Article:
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Seasonal Affective Disorder: When It’s More than Winter Blues


SPRINGFIELD, Mass. (WGGB)– ‘Tis the season for the dreaded winter blues. Between cloudy skies, chilly temperatures and biting wind, it’s enough to make anyone want to stay indoors. Many of us experiencing symptoms that just make you want to hibernate through these final weeks of winter.

For many the symptoms are similar.

“Ah, lack of motivation to get out there on your days off,” said Ryan Maloney.

“Get kinda bummed out, lazy, just want to sit home and watch movies, don’t really want to go out and do anything,” commiserated Leanne Zemrock.

And the smallest forecast of temperatures above forty degrees can invoke a feeling of euphoria.

“Busting out the shorts and flip-flops,” exclaimed Alfonso Santaniello at the news of the weekends forecast.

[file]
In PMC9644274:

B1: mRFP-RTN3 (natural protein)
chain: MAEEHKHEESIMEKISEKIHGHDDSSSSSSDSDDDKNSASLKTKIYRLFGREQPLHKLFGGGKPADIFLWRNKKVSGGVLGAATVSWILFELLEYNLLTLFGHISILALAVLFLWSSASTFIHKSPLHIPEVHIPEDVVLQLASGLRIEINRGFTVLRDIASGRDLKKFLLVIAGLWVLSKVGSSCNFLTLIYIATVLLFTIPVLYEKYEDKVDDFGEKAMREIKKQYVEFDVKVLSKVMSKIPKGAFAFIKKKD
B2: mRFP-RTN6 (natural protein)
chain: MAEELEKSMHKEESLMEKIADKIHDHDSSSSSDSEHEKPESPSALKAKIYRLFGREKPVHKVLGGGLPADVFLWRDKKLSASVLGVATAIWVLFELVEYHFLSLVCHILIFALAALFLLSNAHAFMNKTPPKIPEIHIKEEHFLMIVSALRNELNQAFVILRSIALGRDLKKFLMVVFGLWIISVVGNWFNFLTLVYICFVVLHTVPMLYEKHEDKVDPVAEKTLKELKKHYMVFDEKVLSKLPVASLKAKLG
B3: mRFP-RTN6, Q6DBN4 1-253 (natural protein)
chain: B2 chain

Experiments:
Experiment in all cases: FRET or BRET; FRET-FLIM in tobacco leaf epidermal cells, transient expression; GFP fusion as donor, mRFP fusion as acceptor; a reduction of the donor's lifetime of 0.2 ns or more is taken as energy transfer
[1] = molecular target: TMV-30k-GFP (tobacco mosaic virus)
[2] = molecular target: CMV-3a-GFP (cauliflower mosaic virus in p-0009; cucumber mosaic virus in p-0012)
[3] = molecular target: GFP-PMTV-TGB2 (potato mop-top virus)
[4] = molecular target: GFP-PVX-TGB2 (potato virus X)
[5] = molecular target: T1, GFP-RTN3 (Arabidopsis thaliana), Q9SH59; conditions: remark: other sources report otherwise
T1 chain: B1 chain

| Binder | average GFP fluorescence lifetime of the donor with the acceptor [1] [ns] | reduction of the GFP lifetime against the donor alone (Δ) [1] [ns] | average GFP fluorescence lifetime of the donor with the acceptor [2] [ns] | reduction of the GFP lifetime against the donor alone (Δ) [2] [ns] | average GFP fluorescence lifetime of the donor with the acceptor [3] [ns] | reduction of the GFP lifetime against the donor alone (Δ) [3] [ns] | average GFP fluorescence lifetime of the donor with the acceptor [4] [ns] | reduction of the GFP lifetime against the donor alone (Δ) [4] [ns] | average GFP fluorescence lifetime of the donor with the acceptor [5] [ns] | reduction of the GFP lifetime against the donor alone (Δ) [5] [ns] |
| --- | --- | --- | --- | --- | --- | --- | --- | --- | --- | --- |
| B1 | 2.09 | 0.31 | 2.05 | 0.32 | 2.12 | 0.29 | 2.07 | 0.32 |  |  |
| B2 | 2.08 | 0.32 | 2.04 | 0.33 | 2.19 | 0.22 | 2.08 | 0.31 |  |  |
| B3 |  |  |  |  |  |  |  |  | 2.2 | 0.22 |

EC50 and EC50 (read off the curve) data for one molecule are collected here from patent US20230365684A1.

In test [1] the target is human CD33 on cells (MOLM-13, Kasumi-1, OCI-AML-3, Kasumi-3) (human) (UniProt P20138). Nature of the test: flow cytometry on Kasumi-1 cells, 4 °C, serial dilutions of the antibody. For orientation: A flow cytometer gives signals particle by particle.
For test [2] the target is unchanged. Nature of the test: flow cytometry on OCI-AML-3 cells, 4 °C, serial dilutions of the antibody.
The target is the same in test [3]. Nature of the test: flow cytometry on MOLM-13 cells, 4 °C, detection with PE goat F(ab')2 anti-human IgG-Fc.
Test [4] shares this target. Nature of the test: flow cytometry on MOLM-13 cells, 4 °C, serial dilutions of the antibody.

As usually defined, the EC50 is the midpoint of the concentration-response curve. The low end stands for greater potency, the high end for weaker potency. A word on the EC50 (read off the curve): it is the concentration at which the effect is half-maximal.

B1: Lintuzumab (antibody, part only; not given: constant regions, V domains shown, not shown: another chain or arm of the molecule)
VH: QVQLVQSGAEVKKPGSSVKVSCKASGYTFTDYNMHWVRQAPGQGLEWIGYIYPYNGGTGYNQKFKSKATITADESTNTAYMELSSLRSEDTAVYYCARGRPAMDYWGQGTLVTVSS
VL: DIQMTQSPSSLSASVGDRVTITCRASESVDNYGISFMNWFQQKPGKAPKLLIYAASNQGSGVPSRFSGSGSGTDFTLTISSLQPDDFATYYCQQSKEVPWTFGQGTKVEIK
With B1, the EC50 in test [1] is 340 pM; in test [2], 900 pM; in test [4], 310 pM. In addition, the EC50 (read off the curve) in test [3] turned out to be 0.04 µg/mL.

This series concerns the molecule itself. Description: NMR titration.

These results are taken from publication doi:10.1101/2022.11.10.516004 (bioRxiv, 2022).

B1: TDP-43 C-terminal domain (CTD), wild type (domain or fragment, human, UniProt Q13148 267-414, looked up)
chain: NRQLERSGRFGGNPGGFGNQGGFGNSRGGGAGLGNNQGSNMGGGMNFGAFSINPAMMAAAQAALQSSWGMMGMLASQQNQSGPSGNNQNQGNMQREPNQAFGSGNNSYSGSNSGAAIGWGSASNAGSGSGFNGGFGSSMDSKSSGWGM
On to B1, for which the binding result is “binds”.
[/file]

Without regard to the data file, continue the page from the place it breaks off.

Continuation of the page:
On days like today where we are all probably dreaming about those flip-flops it’s easy to say that most of us are experiencing the winter blues. But Seasonal Affective Disorder, which shares many of the symptoms of depression, actually effects 2-5% of the population.

According to Dr. Stuart Anfang at Baystate Medical Center, Seasonal Affective Disorder is a very real thing, and for those who suffer from SAD, professional help may be the answer.

“If it’s causing functional impairment say that lasts a week or two at a time, that might be the time that you want to ask for some assistance,” Anfang explained.

But luckily the end may be near. Daylight Saving Time is a turning point for all of us as the extended periods of sunshine seem to dispel the symptoms of the winter doldrums. 

According to Dr. Anfang, the belief is that the reaction between sunlight and the melatonin in our skin is a contributing factor to how we feel. The more exposure we have to sunshine, the better you should feel.

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